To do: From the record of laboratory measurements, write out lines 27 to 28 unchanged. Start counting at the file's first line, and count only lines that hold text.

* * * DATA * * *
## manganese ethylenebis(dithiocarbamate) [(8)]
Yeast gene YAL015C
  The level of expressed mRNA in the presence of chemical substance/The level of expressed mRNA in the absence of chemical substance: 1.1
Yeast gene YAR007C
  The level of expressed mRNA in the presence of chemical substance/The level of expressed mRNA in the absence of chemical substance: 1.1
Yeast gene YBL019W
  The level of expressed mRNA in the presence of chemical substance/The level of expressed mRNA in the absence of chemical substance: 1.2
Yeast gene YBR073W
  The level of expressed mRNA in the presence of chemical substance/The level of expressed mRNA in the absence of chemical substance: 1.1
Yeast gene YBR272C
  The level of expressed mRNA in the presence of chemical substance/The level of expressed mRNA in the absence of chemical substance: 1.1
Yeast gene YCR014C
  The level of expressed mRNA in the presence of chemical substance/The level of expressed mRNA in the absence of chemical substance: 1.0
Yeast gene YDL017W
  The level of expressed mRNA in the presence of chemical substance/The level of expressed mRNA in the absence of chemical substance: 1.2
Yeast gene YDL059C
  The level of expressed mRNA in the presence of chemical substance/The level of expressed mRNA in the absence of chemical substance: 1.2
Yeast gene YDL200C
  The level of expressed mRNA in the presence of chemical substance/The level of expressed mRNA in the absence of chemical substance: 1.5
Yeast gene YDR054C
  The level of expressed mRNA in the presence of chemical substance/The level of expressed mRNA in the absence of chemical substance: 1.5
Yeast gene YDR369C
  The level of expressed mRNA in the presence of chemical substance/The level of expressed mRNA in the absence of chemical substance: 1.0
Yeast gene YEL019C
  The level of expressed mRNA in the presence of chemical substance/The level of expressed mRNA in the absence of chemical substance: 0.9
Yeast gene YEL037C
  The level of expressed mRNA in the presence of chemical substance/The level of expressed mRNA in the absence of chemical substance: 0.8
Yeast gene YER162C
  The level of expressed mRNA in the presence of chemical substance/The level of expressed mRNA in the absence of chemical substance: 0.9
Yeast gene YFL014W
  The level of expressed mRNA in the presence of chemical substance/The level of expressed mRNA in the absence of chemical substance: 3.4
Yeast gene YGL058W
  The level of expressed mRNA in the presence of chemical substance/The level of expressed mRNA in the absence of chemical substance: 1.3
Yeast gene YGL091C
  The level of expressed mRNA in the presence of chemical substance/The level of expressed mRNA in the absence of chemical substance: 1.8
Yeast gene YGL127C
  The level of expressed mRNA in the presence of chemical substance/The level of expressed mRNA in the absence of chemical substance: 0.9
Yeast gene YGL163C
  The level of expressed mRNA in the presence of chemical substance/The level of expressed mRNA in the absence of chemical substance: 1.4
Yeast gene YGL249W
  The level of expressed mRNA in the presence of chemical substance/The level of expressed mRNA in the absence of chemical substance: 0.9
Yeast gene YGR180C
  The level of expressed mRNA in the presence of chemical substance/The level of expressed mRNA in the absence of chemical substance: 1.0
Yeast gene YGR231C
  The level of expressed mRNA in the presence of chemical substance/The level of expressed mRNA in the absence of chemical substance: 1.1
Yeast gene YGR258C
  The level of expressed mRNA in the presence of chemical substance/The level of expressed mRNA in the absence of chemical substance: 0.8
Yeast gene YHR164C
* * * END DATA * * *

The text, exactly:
  The level of expressed mRNA in the presence of chemical substance/The level of expressed mRNA in the absence of chemical substance: 0.8
Yeast gene YER162C